Chairman Paal Kibsgaard said explorers and producers now predict 15-20 percent growth in North American investment this year and said 2018 would be the first year of growth for all parts of its global operations since 2014.
“Looking at the oil market, the strong growth in demand is projected to continue in 2018, on the back of a robust global economy,” he said.
The recovery of oil prices to almost $70 a barrel has given fresh legs to shale drilling in North America, poising the US to push oil output past 10 million barrels per day — toppling a record set in 1970.
Prices of West Texas Intermediate surged about 25 percent in the past three months, while Brent crude climbed nearly 24 percent, spurring US shale producers to put more rigs to work.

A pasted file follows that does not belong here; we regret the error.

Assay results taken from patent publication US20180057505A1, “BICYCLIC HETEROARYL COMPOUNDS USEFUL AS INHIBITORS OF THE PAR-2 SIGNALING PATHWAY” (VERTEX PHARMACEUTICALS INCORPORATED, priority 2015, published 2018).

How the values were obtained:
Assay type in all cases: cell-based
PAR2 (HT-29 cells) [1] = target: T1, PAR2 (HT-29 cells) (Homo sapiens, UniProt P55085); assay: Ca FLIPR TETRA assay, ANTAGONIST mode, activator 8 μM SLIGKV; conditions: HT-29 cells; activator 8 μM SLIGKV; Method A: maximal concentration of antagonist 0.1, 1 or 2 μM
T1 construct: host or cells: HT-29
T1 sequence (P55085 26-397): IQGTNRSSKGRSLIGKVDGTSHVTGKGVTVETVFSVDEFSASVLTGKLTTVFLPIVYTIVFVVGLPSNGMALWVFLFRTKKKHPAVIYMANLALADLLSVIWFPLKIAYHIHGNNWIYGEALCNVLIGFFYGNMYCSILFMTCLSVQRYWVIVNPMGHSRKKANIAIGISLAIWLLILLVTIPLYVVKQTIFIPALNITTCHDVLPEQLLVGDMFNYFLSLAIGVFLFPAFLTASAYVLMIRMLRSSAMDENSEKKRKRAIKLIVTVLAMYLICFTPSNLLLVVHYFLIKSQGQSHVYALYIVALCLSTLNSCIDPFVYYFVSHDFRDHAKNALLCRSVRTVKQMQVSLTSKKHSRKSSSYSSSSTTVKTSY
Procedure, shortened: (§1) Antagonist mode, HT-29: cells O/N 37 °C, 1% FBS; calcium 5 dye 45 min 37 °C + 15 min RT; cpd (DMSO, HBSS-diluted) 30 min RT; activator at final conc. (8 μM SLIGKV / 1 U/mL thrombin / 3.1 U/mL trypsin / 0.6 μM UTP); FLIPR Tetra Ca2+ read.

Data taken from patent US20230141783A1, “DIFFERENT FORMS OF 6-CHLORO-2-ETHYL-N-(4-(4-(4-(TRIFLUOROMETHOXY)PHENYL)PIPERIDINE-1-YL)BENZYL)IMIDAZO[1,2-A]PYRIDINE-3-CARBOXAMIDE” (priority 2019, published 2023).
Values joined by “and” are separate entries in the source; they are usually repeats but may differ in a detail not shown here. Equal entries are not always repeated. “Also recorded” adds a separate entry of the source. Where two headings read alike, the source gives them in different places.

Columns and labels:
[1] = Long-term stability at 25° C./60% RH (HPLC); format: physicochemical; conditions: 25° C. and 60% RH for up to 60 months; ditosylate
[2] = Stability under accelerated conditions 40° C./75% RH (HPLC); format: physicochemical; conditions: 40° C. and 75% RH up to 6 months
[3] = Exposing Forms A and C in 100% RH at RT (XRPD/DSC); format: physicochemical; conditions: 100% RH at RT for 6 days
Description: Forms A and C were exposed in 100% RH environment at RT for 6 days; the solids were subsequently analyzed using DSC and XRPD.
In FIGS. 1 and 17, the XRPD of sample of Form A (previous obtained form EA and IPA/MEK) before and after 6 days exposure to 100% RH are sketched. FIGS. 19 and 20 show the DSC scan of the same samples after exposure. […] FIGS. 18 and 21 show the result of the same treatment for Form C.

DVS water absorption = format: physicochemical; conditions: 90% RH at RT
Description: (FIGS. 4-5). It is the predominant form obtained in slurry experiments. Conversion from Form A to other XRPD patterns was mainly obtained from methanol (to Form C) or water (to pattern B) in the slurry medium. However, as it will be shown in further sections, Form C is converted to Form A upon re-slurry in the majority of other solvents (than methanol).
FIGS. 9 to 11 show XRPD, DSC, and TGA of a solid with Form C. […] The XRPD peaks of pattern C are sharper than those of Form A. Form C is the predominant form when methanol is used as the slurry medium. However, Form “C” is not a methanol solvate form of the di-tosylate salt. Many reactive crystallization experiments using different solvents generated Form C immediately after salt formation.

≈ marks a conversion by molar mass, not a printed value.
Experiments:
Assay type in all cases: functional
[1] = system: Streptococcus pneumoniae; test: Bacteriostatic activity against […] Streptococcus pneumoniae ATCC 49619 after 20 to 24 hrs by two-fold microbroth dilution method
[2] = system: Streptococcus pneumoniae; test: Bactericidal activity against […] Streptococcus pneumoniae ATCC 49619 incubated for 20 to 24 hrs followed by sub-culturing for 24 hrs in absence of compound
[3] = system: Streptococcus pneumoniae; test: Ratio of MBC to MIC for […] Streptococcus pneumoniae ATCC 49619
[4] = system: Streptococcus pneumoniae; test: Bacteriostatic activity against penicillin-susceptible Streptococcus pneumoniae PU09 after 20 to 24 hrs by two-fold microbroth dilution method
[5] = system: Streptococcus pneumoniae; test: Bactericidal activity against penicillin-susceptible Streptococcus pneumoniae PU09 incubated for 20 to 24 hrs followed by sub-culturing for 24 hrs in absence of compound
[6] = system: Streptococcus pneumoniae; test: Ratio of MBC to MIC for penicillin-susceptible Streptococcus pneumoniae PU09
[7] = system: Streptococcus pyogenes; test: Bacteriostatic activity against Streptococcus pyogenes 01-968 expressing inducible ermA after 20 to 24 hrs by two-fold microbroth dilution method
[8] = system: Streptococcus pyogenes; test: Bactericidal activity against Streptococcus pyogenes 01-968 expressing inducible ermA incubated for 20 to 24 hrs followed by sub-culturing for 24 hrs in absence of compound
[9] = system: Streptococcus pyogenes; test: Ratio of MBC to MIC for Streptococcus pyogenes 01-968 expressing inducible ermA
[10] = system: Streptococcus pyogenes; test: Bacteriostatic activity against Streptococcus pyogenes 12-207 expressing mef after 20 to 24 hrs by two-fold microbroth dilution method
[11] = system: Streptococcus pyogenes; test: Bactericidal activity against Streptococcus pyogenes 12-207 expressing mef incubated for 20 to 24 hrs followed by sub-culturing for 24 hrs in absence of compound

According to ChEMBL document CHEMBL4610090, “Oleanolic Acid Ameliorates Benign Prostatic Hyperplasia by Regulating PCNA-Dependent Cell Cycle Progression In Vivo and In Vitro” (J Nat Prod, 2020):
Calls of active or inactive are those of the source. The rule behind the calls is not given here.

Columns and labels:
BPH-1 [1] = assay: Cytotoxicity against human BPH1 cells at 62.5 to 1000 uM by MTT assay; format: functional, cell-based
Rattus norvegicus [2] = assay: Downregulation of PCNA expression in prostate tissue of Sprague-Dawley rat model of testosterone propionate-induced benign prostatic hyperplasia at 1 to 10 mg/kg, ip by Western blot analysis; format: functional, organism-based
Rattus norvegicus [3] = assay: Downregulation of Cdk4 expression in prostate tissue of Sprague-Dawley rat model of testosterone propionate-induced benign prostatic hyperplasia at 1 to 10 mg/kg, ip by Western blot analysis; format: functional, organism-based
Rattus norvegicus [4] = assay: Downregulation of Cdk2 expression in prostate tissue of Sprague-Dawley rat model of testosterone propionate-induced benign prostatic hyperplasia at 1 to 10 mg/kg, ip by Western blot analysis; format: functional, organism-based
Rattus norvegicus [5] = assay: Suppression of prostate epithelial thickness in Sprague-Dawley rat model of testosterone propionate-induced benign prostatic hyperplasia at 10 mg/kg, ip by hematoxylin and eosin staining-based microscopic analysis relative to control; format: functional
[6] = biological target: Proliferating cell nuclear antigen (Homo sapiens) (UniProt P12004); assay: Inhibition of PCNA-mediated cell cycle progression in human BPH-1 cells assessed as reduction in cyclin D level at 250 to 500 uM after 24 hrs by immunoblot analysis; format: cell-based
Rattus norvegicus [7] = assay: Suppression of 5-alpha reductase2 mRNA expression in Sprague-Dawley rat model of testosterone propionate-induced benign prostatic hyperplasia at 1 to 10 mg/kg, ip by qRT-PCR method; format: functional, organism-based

Schlumberger’s revenue from North America rose 59 percent to $2.81 billion for the fourth quarter, pushing total revenue up 15 percent to $8.18 billion.
International revenues fell one percent during that time.
The company pointed to the strong shale market as the reason for its run-down of its seismic acquisition business. It said it was the only one of its businesses which it did not believe would meet expectations for returns going forward.